A tenant not paying the rent is possibly the worst problem the average landlord will face. Fortunately, it’s a common problem, and there are solutions. I own a property management company, have over 65 rental properties, and have been a landlord for more than 15 years. Over that time, I’ve learned how to deal with a tenant who isn’t paying their rent.
When a tenant does not pay their rent, you must begin eviction proceedings as soon as legally possible. After that, you can work with your tenant and allow them to get caught up, and the eviction can always be stopped when you have an acceptable arrangement.
In this article, I will explain why this is a huge problem, how to help your tenants stay current, and what you should do when your tenants don’t pay the rent. I’ll explain why it’s essential to start the eviction process without delay and how that helps you collect past-due rent. I know how to deal with a tenant not paying rent; after reading this article, you will too.
The Impact of Missed Rent
One of the most frustrating situations for a rental property owner is having a tenant that is not paying rent. It’s worse than having a vacant property because there is no chance of finding a tenant, and wear-and-tear (or worse) is happening to the house. The longer this goes on, the lower the chances are that your tenant will catch up on the rent and stay.
When rent is not paid, it becomes difficult to cover your expenses. You can’t handle routine property maintenance and may even have trouble paying for insurance and property taxes. If your property has a mortgage, you may be in jeopardy of losing the house.
Help your Tenants Stay Current
The best way to deal with tenants that don’t pay the rent is for all your tenants to pay the rent. Unfortunately, this is not always possible, but there are some things that you can do to help. Here are a few things within your control that will help your tenants stay current.
- Don’t be a Slumlord. Handle maintenance issues promptly. Don’t give your tenant any perceived justification for not paying the rent.
- Don’t be a pushover. You shouldn’t make it easy for tenants to pay late. Make sure you have a significant late fee in place, and never waive that late fee.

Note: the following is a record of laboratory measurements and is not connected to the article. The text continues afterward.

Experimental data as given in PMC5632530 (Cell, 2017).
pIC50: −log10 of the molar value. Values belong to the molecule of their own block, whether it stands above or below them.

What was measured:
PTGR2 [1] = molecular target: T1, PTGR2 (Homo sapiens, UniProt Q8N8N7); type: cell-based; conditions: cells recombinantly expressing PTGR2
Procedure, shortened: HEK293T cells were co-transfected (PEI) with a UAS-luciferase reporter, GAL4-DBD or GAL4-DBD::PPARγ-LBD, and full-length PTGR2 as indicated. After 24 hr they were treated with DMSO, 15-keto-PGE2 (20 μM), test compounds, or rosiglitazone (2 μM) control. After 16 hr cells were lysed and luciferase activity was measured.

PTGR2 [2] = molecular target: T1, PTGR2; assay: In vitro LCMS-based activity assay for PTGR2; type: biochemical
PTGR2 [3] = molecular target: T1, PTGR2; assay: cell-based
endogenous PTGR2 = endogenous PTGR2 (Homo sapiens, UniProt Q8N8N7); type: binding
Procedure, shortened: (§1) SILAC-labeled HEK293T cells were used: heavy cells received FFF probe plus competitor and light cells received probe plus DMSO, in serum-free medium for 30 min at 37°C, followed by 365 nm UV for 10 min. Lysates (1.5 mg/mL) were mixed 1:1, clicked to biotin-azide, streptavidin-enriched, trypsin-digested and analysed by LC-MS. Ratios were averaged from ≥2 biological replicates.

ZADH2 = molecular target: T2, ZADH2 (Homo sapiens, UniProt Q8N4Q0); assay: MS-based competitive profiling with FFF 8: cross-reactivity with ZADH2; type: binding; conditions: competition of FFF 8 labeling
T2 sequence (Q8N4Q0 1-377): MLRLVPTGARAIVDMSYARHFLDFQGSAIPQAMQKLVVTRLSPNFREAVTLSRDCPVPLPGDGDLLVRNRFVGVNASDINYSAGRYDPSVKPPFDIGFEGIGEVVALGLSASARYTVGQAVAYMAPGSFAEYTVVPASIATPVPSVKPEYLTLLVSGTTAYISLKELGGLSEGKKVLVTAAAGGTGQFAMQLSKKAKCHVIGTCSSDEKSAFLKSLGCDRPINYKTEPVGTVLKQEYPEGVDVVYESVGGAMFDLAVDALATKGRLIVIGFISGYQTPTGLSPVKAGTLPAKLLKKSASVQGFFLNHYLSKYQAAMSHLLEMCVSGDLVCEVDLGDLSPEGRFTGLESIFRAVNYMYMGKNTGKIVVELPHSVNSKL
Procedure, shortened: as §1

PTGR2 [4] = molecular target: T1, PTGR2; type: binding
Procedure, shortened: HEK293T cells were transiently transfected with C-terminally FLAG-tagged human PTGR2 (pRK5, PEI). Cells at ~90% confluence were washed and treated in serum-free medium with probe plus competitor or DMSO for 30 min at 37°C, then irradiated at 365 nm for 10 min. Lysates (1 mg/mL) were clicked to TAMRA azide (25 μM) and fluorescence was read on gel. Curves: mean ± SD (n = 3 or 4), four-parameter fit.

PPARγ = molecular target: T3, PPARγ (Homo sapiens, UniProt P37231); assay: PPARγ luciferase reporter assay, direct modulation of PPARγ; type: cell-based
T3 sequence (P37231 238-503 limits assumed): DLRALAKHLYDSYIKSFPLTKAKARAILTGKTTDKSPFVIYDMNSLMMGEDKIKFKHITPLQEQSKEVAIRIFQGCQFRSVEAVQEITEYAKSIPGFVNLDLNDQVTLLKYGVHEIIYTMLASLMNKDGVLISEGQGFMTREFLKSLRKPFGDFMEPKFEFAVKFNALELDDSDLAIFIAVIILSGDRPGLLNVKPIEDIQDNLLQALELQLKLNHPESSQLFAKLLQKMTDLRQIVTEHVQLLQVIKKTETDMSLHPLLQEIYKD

- Impose Drastic Consequences. When there is not enough money to go around, your tenants must choose which bills to pay. People tend to pay the ones with the greatest consequences and stall the ones they can get away with. You should impose severe consequences if the rent is not paid.
- Don’t have a Grace Period. Expect the rent on the due date. You shouldn’t have a grace period unless your local laws require it. If you want to give the tenant a few extra days, then change the due date.
- Take Action Fast. Don’t let the past due rent balance grow higher. As that balance gets higher than a security deposit and a month’s rent, it becomes cheaper for a tenant to leave.
What to Do When a Tenant Fails to Pay Rent
When a tenant misses their rent payment, you should file for eviction as soon as you are legally allowed. State and local laws govern evictions; therefore, the process varies by municipality. Learn the laws and procedures in your area, and start the eviction process as soon as you can.
Don’t chase the rent; don’t track down the tenants and beg them to pay it. Just send late payment notices and any legal notices required before you can file for eviction. Then start the removal as soon as you can. The best late notice is the formal eviction notice tacked to the door, and you need this to happen as fast as possible. Evictions can take several weeks (or months), so don’t let several more weeks go by before you start the process.
Filing for the eviction doesn’t mean the tenant has to leave. You can always stop the removal once the tenants pay. In many areas, you must stop eviction if you accept any payment; therefore, you should avoid accepting small partial payments. If you take a sizeable partial amount and the eviction process stops, be ready to file again the moment the tenant fails to adhere to any payment arrangement.
How to Handle Late Rent Balances
In some instances, despite your best efforts, the tenants end up with a past-due balance due to a problem that has been resolved. There are benefits to letting the tenant stay if you think the payment problem has been resolved. If the tenant stays, you avoid the vacancy and the cost of getting the unit ready for another tenant.
An excellent way to handle a sizeable past-due balance is to issue a new lease, which replaces the current one. This new lease will forgive the past-due balance and raise the rent to recapture the arrears. Adding a slight rent increase is often easier for the tenant to pay than a lump sum for the past due balance. In addition, it’s easier for the landlord to manage than an outstanding late balance that must be addressed each month.
This article has laid out the best way to deal with a tenant that is not paying the rent. I have provided tips you can implement to reduce the likelihood of a tenant getting behind. I’ve also told you how to handle a tenant that doesn’t pay the rent, which is to begin the eviction process quickly but work with the tenant during this process. Finally, I presented a method for handling a sizeable past-due balance in the event the tenant stays. For more information on investing in real estate, check out my guide that walks you through buying your first rental property.
Image by gpointstudio on Freepik